Other safety features include:
12 ultrasonic sensors
The Model Y has the following features:
Cargo storage volume of 1.9m³
WiFi over-the-air updates
Glass roof with UV protection and additional headroom
Optional third-row of seats
We'll confirm the pricing for the Model Y when it's announced.
The revolutionary and disruptive Cybertruck is Tesla's ute. There's been some speculation as to if it will even be made available in Australia. Musk has flip-flopped on whether Australia will get the big ute, with the last comment from him coming via a Twitter response. Musk tweeted, in reply to an Aussie Tesla owner petitioning for the Cybertruck, saying "If it passes Australian regulations, then sure".
The Cybertruck isn't confirmed for Australia then, but it is listed on the Tesla AU website, (though specs are for US models).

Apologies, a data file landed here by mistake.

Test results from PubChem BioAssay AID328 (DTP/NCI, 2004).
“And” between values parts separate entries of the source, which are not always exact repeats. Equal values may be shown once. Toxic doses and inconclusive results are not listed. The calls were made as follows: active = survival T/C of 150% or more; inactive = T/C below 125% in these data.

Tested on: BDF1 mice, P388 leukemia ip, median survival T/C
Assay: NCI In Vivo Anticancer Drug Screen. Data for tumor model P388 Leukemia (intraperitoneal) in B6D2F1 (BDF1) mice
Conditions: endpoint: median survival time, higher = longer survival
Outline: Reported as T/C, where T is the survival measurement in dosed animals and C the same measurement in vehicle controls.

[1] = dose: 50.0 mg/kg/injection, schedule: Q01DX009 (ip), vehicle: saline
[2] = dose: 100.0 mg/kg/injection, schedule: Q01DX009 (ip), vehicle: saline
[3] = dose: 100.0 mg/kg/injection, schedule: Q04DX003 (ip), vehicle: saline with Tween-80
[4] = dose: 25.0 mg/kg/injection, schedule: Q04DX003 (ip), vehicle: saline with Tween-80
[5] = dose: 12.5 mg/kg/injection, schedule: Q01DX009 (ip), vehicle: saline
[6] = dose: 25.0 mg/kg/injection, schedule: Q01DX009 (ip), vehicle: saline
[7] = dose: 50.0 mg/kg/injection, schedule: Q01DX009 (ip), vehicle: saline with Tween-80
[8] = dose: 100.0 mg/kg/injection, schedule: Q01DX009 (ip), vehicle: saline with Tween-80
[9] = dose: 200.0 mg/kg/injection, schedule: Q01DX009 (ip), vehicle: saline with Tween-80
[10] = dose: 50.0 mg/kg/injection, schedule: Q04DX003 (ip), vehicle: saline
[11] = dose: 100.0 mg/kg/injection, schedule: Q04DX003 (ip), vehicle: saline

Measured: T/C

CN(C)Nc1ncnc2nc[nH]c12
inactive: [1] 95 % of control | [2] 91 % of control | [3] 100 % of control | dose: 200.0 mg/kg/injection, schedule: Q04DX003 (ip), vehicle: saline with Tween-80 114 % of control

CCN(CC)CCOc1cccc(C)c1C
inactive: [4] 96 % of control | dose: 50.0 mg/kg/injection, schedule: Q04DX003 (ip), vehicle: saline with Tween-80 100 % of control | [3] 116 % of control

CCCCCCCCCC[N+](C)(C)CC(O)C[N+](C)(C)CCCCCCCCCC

Specs are insane for the Cybertruck. It has up to 16-inch ground clearance, air suspension and a bonkers towing capacity. The payload goes up to 1,587kg!
There are three Cybertruck models on the Tesla AU website:
Single Motor RWD: A RWD ute with a US range of 402km and a towing capacity equivalent to 3,401.94kg.
Dual Motor AWD: The Dual Motor AWD Cybertruck has a US range of 482.80km. Towing capacity is listed as 4,535.92kg!
Tri Motor AWD: A Cybertruck with three electric motors. It can reportedly tow up to 6,350kg! The US model's range estimate converts to 804km!
The Cybertruck hasn't received an official crash test rating in Australia yet.
Safety features include:
An exoskeleton (that Tesla claims is almost impenetrable)
Super hard cold-rolled stainless steel structural outer skin
Tesla armoured glass
Tesla Autopilot driver assistance
As a ute, the Cybertruck sounds thoroughly practical:
Tray length: 6.5 ft
Air suspension as standard
We'll confirm Tesla Cybertruck pricing if and when it is confirmed for Australia.
Customising your new Tesla